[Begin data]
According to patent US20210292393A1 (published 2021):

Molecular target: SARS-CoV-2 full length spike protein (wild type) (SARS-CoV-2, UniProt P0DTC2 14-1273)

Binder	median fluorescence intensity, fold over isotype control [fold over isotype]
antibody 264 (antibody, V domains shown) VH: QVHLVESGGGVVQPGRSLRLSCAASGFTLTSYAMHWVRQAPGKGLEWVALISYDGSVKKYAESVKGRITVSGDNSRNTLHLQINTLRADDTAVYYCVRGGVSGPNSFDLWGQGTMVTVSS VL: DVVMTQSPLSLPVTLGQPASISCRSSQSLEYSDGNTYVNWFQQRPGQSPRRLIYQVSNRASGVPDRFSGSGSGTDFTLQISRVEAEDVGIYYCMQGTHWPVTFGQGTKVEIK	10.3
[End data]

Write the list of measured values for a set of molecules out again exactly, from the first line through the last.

According to patent US20210292393A1 (published 2021):

Molecular target: SARS-CoV-2 full length spike protein (wild type) (SARS-CoV-2, UniProt P0DTC2 14-1273)

Binder	median fluorescence intensity, fold over isotype control [fold over isotype]
antibody 264 (antibody, V domains shown) VH: QVHLVESGGGVVQPGRSLRLSCAASGFTLTSYAMHWVRQAPGKGLEWVALISYDGSVKKYAESVKGRITVSGDNSRNTLHLQINTLRADDTAVYYCVRGGVSGPNSFDLWGQGTMVTVSS VL: DVVMTQSPLSLPVTLGQPASISCRSSQSLEYSDGNTYVNWFQQRPGQSPRRLIYQVSNRASGVPDRFSGSGSGTDFTLQISRVEAEDVGIYYCMQGTHWPVTFGQGTKVEIK	10.3